The latest directorial effort from Joe Roth ("America's Sweethearts", "Christmas With the Kranks"), "Freedomland" is certainly a departure from Roth (head of Revolution Studios)'s prior efforts. The drama stars Julianne Moore as Brenda Martin, a woman who turns up one night in a New Jersey hospital, injured and claiming that she was carjacked outside a nearby housing project.
Detective Lorenzo Council (Samuel L. Jackson) interviews Brenda and learns that her son was also in the car at the time of the carjacking. This sets off a lockdown on the projects and it's not long before tensions between the housing residents and the police start flaring up. Lorenzo quickly realizes he only has a matter of time before he must solve the case, but making matters is her brother (Ron Eldard), an officer from another district who's making Council's investigation more difficult.
"Freedomland"'s look into racial and economic tensions doesn't offer any new insights, gathering together elements that have been explored in a deeper, more satisfying way in other films. Here we get occasional moments that work as well as they do largely because of the performances, but they aren't really tied together into a coherent and compelling whole, with problems such as plot holes, subplots that are never developed and moments that just aren't believable. Another issue is that the movie pretty much reveals all at around the 80-minute mark, which leaves it with not much momentum and an overlong wrap-up for the remainder of its nearly two hours.
Again, the film's best feature are the two lead performances, which carry the movie fairly well. Jackson's performance is one of his best in recent years, as the actor remains completely invested in the material and the performance is confident, moving and intense. It's certainly not the greatest material Jackson has ever been involved with, but he plays every moment superbly. Moore has played similar roles in the past, but this one is certainly not as sympathetic. While she's not as good here as she was in "The Forgotten", it's still a watchable (if rather overdone) effort from the actress. Also good in supporting roles are William Forsythe and Edie Falco.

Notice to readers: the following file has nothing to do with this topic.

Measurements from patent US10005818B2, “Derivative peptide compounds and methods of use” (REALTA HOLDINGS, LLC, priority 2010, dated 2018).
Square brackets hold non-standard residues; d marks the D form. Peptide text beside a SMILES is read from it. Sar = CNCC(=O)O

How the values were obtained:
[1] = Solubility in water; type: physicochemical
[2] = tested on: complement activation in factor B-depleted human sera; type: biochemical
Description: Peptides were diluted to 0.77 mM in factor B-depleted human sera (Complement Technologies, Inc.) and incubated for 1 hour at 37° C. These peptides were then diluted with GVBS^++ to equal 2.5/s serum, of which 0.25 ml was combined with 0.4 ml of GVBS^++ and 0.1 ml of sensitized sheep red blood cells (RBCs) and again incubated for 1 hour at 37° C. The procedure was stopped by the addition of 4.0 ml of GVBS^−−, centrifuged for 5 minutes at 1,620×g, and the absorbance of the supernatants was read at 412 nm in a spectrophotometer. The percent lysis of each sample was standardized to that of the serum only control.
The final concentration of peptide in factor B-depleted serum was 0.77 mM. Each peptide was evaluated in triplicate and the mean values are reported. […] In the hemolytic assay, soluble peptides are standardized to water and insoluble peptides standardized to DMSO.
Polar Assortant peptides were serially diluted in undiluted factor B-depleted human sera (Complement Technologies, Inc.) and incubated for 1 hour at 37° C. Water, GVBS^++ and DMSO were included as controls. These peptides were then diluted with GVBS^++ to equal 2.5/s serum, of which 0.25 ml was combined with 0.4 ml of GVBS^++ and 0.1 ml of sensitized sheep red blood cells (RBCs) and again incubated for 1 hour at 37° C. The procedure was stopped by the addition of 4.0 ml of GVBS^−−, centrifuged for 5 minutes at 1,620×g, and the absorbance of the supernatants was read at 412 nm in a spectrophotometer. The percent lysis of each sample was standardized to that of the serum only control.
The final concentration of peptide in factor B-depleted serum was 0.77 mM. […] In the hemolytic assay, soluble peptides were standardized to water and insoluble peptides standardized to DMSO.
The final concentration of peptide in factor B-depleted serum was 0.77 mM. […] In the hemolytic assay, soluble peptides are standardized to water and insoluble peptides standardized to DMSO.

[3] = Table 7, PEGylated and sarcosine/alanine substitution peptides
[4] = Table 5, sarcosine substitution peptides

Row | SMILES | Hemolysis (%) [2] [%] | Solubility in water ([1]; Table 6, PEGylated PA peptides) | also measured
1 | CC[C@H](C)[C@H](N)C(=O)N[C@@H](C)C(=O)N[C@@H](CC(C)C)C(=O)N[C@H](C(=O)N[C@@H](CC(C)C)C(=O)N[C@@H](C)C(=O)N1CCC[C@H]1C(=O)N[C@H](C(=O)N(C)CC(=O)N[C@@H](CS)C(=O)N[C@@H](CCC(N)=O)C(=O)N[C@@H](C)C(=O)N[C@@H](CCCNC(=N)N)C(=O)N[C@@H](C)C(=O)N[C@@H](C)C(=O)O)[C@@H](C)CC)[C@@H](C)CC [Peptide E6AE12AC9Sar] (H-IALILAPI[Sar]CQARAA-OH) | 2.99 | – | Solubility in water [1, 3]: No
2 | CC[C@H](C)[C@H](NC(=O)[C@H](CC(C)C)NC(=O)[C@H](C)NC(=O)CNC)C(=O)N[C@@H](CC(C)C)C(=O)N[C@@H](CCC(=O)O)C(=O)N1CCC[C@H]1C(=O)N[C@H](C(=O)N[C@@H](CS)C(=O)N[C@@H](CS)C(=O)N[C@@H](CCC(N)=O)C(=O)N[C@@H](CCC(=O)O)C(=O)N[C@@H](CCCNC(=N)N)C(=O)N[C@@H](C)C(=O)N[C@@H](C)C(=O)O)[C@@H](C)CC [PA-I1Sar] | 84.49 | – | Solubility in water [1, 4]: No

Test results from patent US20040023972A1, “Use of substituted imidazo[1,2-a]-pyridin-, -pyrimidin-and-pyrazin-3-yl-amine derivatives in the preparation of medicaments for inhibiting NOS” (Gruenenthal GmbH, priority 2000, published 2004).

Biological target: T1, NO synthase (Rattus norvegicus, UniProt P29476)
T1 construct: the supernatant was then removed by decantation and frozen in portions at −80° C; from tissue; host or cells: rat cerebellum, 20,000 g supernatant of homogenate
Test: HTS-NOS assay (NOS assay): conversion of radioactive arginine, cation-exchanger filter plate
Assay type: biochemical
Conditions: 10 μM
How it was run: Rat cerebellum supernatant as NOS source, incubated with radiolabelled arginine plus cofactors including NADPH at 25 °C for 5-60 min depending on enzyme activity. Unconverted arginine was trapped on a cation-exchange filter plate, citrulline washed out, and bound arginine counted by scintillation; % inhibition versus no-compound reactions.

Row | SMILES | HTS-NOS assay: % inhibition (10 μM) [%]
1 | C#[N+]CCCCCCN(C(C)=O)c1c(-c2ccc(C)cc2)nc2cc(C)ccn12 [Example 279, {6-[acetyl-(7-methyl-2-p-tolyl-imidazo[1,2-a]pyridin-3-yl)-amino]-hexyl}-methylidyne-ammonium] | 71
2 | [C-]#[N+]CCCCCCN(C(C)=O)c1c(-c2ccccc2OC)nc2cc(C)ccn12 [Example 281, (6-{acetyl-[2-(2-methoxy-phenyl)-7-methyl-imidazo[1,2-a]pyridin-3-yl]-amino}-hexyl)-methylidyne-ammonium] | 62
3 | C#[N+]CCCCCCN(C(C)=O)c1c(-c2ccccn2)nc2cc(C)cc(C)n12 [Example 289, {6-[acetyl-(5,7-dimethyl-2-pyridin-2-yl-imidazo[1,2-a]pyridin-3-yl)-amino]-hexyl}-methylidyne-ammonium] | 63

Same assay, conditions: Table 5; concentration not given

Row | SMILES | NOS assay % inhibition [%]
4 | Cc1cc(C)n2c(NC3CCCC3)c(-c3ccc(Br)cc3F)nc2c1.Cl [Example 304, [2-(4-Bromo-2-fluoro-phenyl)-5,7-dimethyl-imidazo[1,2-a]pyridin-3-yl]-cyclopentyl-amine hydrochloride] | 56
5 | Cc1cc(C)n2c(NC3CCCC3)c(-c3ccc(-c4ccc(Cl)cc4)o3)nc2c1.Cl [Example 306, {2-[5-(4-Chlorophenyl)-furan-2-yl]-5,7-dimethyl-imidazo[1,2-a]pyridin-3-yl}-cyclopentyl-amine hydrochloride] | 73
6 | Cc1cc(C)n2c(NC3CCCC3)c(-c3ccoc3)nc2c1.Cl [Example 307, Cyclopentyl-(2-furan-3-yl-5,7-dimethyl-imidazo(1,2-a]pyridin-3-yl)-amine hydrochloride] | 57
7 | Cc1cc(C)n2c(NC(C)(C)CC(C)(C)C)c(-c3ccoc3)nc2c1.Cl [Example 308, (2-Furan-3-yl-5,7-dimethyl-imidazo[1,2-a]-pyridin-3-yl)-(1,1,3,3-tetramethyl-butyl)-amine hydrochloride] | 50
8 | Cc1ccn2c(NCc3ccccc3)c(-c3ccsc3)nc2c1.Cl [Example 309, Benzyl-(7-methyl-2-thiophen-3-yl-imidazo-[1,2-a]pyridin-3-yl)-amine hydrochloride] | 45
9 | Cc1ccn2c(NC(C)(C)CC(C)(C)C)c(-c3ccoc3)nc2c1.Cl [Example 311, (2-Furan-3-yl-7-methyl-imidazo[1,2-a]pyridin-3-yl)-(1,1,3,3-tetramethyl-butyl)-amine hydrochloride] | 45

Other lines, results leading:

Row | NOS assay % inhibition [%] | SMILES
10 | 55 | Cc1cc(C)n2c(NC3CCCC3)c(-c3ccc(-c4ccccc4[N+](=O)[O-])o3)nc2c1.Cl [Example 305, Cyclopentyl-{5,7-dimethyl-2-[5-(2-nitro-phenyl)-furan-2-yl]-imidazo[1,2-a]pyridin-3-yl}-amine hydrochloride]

Overall, "Freedomland"'s performances kept me interested, but the story (adapted by Richard Price from his own novel) never really goes into much depth on the subject matter and it begins to fall apart in the last quarter after it reveals too much too soon.
VIDEO: "Freedomland" is presented by Sony Pictures Home Entertainment in 2.40:1 anamorphic widescreen and 1.33:1 pan & scan. The presentation looked quite nice throughout, with only a few minor issues. Sharpness and detail were always solid, as the picture maintained well-defined and crisp throughout the show.
The presentation did display some slight edge enhancement in a handful of scenes, but it wasn't a major bother. Otherwise, the transfer looked largely clean and clear, with no print flaws and no pixelation or other issues. Colors were intentionally subdued throughout the flick and looked accurately presented, with no issues.
SOUND: The film's Dolby Digital 5.1 presentation remained front-heavy throughout the picture, with only a couple of minor instances of surround use here-and-there. Audio quality was fine, with crisp, clear score, sound effects and dialogue.
EXTRAS: Trailers for other movies from the studio.
Final Thoughts: "Freedomland" offers a fantastic performance from Samuel L. Jackson and a respectable one from Julianne Moore, but the material suffers from a few issues, such as an overlong wrap-up. The DVD boasts excellent audio/video quality, but barely any extras. Those interested should try a rental first.
The Film C